Configuring PFS in the Barracuda Web Application Firewall
From version 7.8.1.016 onwards, the Barracuda Web Application Firewall offers full support for PFS. To configure PFS, navigate to the BASIC::Services page and edit any HTTPS service.
In the SSL section, for Ciphers, choose Custom, this will show all the available ciphers. Move the ECDHE-* ciphers from the Available to Selected Ciphers. To prioritize them over other ciphers, make sure you move them to the top of the list. To do this, remove all the other ciphers and add them again. They will move to the bottom.
In a future release, we will make PFS a single click operation, in true Barracuda style.
PFS Operational Impact – not much
Most modern web browsers today support ECDHE, however their older versions may not. So, to be “backwards compatible”, you need to have those other ciphers available in the Selected Ciphers box above. In case the user is using an older browser without PFS ciphers, the negotiation will happen on a common non-PFS cipher and nothing will break.
The elliptic curve size we have used in the ciphers above is P-256, which in theory is as strong as 3248-bit RSA keys. Current NIST recommendation for RSA keys is 2048, so P-256 represents a stronger key to break by comparison (by brute force computational methods, etc).
Performance wise, ECDHE handshakes have been benchmarked to be roughly ~20% slower than RSA 2048 handshakes. This cost is only incurred in a full handshake. If the session is resumed, then there is no overhead, since ephemeral keys are not re-generated. Given that many sessions are resumed, the overall performance hit may be less than 20%. However, having long session timeouts can break forward secrecy. Thus, we limit the session resumption timeout to 30 minutes after which the ephemeral keys are discarded.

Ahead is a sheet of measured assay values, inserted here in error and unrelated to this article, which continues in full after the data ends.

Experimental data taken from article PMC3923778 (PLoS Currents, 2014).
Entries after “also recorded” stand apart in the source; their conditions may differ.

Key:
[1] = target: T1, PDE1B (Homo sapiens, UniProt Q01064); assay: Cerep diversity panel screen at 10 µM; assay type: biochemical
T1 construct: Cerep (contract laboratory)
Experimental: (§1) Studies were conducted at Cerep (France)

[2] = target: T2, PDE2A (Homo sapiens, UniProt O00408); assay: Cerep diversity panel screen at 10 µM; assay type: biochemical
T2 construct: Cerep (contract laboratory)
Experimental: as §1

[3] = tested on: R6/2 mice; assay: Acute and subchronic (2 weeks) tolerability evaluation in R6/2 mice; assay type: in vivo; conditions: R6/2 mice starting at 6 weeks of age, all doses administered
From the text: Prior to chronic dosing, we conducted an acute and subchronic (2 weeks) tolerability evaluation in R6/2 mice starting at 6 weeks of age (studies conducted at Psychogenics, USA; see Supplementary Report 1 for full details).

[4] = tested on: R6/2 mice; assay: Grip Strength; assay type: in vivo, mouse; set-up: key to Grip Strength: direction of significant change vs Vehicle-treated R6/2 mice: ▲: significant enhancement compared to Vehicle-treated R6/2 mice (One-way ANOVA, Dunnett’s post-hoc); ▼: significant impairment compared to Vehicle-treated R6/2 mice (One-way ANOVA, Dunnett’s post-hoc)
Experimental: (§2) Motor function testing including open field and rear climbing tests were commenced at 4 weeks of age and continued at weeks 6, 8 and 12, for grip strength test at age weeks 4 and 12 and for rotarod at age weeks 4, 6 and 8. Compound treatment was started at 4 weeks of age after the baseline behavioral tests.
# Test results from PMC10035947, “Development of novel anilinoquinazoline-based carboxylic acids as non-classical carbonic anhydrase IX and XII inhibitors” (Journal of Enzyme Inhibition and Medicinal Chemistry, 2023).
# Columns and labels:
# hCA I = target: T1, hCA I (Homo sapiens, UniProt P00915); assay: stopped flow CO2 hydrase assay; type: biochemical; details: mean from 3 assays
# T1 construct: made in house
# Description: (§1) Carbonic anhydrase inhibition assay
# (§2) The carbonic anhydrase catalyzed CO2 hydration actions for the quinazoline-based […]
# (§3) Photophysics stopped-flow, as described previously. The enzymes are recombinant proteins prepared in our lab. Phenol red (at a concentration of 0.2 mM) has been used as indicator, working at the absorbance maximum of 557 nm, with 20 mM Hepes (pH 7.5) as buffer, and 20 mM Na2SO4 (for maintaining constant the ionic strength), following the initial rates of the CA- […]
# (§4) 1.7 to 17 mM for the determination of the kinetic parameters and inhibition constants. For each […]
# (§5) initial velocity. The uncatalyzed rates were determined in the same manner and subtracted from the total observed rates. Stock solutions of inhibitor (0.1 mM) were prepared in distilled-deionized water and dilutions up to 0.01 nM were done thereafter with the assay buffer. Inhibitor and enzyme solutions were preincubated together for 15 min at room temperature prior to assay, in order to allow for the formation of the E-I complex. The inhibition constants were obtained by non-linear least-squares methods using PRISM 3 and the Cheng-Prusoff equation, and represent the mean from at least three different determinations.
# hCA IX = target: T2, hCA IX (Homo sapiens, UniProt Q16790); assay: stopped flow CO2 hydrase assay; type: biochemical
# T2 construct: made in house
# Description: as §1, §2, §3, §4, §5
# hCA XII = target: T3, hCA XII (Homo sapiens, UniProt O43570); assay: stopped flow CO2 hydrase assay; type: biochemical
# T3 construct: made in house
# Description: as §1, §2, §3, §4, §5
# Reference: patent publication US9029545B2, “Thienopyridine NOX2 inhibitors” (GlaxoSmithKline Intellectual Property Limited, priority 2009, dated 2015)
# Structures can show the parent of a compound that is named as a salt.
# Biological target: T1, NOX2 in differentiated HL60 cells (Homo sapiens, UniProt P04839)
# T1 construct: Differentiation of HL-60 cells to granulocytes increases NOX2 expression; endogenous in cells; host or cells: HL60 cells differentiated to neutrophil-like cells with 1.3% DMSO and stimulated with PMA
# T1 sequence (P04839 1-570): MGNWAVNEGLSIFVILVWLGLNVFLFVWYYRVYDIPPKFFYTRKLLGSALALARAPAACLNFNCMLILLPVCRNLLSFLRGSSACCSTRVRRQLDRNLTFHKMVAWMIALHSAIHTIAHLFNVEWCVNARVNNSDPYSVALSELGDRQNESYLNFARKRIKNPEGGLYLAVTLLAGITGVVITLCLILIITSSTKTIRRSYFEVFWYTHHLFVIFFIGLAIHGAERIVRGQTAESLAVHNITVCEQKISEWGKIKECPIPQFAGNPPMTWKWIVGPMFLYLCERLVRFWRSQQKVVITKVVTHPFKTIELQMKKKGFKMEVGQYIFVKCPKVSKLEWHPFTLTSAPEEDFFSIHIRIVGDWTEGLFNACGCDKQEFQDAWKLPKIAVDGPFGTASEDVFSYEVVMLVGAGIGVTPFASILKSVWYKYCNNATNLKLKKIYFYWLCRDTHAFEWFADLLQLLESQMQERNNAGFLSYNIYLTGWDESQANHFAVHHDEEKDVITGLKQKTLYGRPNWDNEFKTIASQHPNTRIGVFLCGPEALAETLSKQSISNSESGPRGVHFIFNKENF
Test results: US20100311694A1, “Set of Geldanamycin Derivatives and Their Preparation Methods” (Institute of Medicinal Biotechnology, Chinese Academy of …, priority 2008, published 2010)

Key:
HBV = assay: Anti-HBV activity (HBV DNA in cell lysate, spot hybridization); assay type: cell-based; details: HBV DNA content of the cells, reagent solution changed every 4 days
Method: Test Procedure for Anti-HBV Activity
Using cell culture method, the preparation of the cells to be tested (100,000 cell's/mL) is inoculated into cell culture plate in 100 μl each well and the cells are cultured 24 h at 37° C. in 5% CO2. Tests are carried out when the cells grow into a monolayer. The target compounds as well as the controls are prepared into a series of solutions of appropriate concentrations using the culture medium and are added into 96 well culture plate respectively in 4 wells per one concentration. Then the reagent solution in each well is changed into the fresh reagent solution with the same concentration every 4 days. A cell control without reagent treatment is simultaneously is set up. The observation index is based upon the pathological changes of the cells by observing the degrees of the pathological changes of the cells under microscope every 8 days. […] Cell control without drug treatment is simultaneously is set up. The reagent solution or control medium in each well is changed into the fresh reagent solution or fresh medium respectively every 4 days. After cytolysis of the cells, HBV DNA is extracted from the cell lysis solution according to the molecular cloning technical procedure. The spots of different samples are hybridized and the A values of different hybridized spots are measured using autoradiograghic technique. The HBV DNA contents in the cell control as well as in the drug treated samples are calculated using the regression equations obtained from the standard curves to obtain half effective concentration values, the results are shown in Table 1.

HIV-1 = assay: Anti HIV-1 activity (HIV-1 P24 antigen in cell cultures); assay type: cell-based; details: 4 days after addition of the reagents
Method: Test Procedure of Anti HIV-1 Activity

Couple of caveats to using PFS – debugging of HTTPS sessions becomes harder since the private key is not enough and monitoring your own user realm (e.g. for compliance, policies, leak prevention, etc) may be more difficult as well.
Reverse Proxies facilitate PFS
Passive security devices like IPS/IDS or even some span port and layer 2 (bridge mode) WAFs face a challenge with PFS, since in order to work with SSL, they require that they be configured with the server’s private key. However, as noted above, the private key is not really used for encryption in PFS, so such devices are left in the lurch. There is little they can do to protect HTTPS traffic.
A reverse proxy like the Barracuda Web Application Firewall, offloads all the SSL communications from the protected servers. This is useful in a couple of ways. One, since the PFS ciphersuites are actually handled by the WAF itself, the problem above does not arise. It can safely decrypt and inspect all the HTTPS data. Second, it prevents you from having to enable PFS on all your protected server farms in your secured zone, which could be intrusive or not even possible on some systems at this time.
More information on the Barracuda Web Application Firewall is available on our website.